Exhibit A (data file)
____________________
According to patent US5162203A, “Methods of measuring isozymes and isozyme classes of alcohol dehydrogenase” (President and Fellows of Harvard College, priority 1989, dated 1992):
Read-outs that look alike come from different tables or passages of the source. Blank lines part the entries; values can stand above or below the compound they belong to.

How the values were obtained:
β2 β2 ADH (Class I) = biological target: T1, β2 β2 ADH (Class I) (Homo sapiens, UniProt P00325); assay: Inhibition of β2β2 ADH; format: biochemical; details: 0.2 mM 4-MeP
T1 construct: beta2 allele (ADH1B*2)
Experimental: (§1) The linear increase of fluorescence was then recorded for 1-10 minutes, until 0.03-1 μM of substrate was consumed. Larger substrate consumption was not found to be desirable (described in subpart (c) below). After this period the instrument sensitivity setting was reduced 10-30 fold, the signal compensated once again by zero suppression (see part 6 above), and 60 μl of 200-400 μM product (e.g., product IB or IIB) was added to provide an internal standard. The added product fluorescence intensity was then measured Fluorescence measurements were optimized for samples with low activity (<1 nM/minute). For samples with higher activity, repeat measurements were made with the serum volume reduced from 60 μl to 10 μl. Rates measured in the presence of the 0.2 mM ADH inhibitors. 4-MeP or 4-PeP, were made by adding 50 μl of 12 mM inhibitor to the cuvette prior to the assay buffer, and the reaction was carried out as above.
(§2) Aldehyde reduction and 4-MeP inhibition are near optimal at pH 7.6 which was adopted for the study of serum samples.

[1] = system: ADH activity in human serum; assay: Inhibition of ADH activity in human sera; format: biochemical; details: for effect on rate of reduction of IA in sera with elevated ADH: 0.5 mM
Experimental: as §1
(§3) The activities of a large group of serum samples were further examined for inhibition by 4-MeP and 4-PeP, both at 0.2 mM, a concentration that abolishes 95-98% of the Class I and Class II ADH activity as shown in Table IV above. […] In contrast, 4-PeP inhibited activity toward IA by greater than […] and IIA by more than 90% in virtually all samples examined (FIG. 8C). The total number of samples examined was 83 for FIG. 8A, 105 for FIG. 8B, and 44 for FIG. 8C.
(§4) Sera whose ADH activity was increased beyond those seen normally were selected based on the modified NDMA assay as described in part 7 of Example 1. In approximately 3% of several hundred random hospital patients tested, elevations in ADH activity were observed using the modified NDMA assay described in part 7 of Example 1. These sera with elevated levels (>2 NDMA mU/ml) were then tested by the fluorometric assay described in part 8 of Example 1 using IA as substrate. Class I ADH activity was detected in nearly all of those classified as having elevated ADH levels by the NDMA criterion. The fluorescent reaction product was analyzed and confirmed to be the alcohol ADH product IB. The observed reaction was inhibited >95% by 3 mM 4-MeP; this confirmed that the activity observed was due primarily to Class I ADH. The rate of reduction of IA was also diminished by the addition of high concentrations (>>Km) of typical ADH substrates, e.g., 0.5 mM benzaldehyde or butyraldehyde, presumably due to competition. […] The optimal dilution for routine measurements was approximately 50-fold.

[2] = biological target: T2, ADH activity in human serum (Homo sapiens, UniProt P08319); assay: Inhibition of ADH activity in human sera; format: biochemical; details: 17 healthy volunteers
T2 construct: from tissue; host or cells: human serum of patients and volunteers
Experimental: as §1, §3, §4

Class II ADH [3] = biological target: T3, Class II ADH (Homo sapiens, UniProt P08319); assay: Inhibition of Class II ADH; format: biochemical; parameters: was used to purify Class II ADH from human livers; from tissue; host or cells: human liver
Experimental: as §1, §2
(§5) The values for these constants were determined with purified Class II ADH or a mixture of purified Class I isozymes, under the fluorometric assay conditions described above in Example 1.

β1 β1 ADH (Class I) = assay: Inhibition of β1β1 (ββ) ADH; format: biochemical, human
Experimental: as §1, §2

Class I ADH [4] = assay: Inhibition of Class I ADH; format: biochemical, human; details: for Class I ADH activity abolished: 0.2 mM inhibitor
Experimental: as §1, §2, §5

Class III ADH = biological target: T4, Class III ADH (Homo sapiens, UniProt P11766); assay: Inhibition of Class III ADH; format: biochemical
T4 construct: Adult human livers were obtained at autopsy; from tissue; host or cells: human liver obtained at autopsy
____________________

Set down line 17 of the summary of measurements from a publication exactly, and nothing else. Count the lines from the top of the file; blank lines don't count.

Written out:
(§5) The values for these constants were determined with purified Class II ADH or a mixture of purified Class I isozymes, under the fluorometric assay conditions described above in Example 1.